Latest presidential election results show Hillary Clinton nearing President Barak Obama's 2012 popular vote.
Hillary Clinton speaks to the Children’s Defense Fund in Washington on Nov. 17, 2016. REUTERS/Joshua Robert

Donald Trump won nearly 60 more Electoral College votes than Hillary Clinton, but the Democratic presidential nominee’s popular vote continues to advance over her opponent’s as ballots pour in from the last few states to be counted, including Michigan, Washington and Utah. Clinton is ahead of Trump by more than 1.4 million popular votes, tallying close to President Barak Obama’s 2012 election results, with 63,045,266 votes to Trump’s 61,607,950, according to a Cook Political Report analysis on Friday.

During the 2012 election between Obama and Mitt Romney, Obama won with a total vote of 65,915,795. There’s still four million votes to be counted in California and Utah, which could potentially move Clinton even closer to Obama’s 2012 total and ahead of Trump by nearly 2 million more votes.

In California, Clinton is ahead by over 3 million votes, while Trump is in the lead by more than 177,000 in Utah. In California, the law requires for final results to be submitted within 30 days of the election. Meanwhile, Clinton is winning by more than 481,000 votes in Washington.

As for Michigan, the state has already deemed Trump the winner, although Clinton is only lagging behind by roughly 11,600 votes. The state’s director of elections, Chris Thomas, said there was one Detroit precinct that hadn’t been counted until Wednesday afternoon because of a technical glitch. However, he said it is very unlikely that Clinton will come out on top even after all the votes are counted. Wayne County Clerk Cathy Garrett told the Detroit Free Press on Tuesday that there were only 400 votes that had to be counted from that specific precinct, which wouldn’t be enough to “change any results.”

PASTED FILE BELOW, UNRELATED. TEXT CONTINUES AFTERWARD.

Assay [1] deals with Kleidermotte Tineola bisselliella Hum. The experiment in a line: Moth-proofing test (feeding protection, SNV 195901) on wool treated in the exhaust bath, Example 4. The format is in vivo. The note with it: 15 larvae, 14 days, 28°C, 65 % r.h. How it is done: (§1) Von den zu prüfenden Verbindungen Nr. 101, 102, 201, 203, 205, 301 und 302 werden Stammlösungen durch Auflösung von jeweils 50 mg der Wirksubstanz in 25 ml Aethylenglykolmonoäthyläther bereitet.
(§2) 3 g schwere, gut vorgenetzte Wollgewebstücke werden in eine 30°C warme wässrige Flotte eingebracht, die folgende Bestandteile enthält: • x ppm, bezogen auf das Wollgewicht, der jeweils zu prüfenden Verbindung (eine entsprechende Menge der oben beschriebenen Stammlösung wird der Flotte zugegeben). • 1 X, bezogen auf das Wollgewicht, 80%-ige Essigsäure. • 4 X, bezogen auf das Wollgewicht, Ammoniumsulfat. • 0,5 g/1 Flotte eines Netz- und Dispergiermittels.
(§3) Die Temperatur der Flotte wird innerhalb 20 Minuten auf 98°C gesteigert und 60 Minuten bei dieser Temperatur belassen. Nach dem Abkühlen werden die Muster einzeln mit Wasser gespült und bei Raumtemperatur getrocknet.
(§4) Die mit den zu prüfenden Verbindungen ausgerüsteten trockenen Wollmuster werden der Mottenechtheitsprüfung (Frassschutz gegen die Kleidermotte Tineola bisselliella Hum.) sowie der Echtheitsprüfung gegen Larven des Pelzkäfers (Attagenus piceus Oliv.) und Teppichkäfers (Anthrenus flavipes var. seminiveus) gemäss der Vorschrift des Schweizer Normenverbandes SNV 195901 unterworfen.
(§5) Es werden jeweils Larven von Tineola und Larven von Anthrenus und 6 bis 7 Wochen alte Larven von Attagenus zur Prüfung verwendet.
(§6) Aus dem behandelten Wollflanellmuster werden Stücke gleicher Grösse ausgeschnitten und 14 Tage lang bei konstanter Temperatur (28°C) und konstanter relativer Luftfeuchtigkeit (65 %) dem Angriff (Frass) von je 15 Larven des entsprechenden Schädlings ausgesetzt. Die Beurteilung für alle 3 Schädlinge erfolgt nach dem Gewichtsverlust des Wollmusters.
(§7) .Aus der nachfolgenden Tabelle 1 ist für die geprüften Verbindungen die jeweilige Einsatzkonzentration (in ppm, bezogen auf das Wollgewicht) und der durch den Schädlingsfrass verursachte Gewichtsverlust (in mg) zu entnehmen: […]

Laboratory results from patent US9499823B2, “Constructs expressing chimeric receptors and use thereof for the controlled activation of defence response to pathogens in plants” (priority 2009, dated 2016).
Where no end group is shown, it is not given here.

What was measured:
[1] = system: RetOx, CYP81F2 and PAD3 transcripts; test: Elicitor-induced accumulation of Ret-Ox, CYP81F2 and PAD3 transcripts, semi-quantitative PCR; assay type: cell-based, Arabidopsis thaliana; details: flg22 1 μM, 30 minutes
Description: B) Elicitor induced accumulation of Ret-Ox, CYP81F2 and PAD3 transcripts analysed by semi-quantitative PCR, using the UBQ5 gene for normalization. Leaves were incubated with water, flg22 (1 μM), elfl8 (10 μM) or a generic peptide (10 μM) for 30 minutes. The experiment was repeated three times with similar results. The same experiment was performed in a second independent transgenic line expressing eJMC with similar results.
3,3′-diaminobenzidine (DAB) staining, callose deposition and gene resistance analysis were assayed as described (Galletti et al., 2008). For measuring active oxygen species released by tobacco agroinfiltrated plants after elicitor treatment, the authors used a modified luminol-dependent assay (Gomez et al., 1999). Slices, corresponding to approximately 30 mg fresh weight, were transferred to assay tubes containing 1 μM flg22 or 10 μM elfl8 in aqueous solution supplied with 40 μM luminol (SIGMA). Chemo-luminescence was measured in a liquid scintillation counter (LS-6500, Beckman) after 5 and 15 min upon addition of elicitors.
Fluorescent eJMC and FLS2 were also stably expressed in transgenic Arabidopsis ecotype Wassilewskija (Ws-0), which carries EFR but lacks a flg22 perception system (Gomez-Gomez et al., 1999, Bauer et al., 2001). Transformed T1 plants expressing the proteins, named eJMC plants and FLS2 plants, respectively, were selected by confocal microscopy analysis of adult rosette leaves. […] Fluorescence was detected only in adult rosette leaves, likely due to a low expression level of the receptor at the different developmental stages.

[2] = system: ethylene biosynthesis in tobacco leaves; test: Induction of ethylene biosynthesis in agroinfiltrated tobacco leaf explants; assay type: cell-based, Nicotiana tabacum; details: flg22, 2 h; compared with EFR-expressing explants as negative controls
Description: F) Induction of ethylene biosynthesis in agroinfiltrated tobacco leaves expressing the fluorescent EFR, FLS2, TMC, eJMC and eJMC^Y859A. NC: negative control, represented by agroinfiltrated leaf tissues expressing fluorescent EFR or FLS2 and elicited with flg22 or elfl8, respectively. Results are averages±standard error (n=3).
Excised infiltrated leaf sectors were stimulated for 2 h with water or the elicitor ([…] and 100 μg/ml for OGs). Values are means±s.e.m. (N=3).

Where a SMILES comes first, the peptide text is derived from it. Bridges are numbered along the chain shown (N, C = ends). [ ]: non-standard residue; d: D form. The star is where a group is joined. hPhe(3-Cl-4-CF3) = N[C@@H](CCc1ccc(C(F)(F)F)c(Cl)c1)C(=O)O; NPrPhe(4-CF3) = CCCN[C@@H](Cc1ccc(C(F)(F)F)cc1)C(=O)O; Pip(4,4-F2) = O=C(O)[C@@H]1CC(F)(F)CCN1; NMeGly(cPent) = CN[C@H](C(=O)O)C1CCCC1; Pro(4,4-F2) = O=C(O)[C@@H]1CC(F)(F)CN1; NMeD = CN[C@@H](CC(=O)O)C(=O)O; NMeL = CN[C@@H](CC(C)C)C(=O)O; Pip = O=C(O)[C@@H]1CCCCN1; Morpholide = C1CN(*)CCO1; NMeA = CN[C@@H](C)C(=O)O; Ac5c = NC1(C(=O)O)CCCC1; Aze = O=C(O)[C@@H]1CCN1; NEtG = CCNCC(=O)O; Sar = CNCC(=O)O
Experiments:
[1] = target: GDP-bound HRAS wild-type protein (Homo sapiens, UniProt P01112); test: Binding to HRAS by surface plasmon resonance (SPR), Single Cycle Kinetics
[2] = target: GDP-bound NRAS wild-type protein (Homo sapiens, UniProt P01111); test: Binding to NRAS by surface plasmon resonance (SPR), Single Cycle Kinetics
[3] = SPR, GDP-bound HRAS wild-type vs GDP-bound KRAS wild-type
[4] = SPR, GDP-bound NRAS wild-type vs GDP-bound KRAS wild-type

Counting in all of Michgan’s 83 counties will continue until Nov. 22, after which the Michigan Board of Canvassers will make the official winner announcement during a meeting on Nov. 28.

During her first public speaking engagement since her concession speech, Clinton accepted defeat but encouraged American’s to continue to push forward and focus on making changes that will benefit the children of the country.

“I know this isn't easy. I know that over the past week a lot of people have asked themselves whether America was the country we thought it was. The divisions laid bare by this election run deep. But please listen to me when I say this: America is worth it. Our children are worth it,” she said Wednesday night.